I could be wrong, but I am pretty sure that probably 90% of the people who download Photoshop not only are never in a position to cause their boss to buy even one copy, but after fooling with it enough to see that there is a pretty steep learning curve involved, simply leave it in their Program Files folder and forget about it. (And go download some other wildly popular program that they will probably never even learn to use!)

So Adobe's flagship product, like all its products, and like just about every other piece of "commerical" software, including the Windows operating system itself, is freely available to the general public at no cost, and there is not really anything that the software companies can do about that.

I know that there are all kinds of plans and schemes and task forces and digital millennium pronouncements, and that has been the case for some time, and I imagine will continue to be the case for some time, and no doubt all that provides the people who are involved with a very real psychological benefit.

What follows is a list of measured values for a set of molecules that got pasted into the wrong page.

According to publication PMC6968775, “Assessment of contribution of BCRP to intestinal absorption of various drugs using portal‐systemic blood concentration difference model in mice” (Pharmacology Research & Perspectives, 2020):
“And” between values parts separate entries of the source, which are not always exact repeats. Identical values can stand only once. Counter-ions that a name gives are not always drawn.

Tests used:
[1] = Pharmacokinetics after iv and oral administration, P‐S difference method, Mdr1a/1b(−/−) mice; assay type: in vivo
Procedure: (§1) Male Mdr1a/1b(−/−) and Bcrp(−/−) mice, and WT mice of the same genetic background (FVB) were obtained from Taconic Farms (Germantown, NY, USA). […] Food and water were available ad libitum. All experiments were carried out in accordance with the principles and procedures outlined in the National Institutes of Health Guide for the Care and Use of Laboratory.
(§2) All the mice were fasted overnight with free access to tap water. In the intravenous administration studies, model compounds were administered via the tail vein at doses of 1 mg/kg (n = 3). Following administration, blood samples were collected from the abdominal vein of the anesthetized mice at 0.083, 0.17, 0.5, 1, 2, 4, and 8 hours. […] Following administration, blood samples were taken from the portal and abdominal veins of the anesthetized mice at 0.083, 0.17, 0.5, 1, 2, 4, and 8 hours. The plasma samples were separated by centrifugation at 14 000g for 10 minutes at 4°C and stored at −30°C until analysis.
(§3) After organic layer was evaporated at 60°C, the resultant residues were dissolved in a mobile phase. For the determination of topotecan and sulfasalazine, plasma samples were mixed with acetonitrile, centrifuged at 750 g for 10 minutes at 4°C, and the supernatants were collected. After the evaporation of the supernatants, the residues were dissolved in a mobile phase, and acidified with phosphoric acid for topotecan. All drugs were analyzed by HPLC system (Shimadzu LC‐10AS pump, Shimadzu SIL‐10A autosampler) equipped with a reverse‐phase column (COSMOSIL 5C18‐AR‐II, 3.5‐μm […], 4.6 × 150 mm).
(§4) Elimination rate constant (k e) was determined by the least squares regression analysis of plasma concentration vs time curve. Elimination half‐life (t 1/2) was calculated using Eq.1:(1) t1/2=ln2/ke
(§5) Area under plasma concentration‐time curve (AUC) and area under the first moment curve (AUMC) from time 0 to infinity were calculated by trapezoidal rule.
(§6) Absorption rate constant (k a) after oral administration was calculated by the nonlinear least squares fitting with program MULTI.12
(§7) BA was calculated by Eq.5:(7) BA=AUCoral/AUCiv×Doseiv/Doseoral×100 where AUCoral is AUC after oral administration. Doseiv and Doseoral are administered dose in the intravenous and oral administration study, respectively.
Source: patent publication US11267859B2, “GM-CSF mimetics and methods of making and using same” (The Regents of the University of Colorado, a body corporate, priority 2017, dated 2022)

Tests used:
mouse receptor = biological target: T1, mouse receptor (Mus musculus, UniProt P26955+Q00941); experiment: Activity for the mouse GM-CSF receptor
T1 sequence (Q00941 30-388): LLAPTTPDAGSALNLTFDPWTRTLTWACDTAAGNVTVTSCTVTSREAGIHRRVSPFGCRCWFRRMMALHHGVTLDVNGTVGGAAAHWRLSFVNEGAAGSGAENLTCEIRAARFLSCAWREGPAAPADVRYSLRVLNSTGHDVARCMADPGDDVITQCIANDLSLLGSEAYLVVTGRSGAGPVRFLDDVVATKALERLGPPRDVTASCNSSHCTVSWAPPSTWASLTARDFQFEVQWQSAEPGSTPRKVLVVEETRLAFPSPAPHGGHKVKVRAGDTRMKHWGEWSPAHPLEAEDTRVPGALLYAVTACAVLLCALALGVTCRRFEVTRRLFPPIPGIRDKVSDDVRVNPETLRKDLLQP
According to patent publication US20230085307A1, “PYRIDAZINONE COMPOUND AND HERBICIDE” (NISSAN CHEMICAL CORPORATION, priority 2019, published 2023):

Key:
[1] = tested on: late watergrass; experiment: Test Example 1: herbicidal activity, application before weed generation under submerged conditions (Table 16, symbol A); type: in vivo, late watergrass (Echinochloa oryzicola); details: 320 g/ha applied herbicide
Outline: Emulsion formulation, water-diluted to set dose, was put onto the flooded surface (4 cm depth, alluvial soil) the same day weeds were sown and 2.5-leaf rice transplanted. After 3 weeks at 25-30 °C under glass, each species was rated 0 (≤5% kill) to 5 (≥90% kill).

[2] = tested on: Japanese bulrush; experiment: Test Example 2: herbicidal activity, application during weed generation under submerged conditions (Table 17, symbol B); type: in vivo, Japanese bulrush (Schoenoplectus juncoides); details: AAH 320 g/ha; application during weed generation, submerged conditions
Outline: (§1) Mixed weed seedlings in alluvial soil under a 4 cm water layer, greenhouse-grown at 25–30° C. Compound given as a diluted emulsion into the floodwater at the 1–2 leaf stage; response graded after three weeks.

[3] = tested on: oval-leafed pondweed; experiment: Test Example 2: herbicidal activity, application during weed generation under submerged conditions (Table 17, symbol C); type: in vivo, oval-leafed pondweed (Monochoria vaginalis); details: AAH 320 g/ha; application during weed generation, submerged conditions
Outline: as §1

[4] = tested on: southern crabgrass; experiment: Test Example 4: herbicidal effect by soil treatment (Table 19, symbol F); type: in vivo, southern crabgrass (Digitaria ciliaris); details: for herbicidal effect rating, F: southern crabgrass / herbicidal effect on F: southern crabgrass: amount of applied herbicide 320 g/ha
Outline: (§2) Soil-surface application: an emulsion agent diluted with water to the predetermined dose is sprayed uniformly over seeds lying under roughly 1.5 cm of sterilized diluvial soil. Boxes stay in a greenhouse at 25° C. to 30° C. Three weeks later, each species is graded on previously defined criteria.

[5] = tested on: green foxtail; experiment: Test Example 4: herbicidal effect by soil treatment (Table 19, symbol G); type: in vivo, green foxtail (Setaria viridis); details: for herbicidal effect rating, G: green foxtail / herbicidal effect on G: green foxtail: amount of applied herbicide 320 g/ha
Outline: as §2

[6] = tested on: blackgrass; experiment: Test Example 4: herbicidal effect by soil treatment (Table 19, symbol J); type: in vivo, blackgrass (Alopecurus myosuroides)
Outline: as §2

But there is not really any way to change that downloadable reality.

You mentioned honesty, and a lot of the discussions I have seen on this subject, especially those where most of the participants are from the US or Europe, will sooner or later get into the subject of intellectual property, and ethics as related to that. For many people, to download Photoshop without paying for it constitutes theft - the theft of intellectual property. That is, for them, a core value, it is part of their cultural context, and the laws in the US reflect that cultural norm, that core value.

But you might discuss the subject with someone from a different culture, and their view could be completely different! To that person, honesty might not even enter into the picture. Their concept of honesty might be completely different from yours - and both views equally irrelevant to the ones and zeros that populate the download directories all over the globe!